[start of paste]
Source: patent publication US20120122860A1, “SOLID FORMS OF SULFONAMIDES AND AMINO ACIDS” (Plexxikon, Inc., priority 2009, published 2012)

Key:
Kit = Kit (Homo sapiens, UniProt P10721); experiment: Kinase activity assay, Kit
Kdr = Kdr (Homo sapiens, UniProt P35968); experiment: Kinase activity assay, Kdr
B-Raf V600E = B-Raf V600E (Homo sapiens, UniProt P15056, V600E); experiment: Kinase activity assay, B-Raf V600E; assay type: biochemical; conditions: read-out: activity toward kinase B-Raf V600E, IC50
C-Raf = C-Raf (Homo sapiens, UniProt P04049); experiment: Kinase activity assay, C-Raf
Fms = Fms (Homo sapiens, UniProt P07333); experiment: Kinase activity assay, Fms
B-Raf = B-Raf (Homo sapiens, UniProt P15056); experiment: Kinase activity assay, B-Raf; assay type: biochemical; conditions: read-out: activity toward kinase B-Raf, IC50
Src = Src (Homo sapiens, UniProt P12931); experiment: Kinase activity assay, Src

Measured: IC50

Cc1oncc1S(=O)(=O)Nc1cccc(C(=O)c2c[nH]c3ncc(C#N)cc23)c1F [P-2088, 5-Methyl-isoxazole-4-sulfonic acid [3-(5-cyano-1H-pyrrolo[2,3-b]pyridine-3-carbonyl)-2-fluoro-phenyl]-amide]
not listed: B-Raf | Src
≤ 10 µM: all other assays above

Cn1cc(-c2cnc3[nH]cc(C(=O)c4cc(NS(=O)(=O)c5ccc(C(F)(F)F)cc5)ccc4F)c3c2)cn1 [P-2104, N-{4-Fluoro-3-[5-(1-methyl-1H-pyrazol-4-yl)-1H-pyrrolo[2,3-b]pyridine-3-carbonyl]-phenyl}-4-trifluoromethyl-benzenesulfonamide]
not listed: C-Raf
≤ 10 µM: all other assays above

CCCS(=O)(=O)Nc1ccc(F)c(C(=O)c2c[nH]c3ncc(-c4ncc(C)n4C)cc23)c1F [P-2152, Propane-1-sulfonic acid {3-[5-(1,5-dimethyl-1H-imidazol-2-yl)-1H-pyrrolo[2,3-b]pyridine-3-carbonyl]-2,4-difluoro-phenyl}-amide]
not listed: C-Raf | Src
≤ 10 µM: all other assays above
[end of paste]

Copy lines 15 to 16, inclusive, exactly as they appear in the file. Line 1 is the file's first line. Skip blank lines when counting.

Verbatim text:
not listed: C-Raf
≤ 10 µM: all other assays above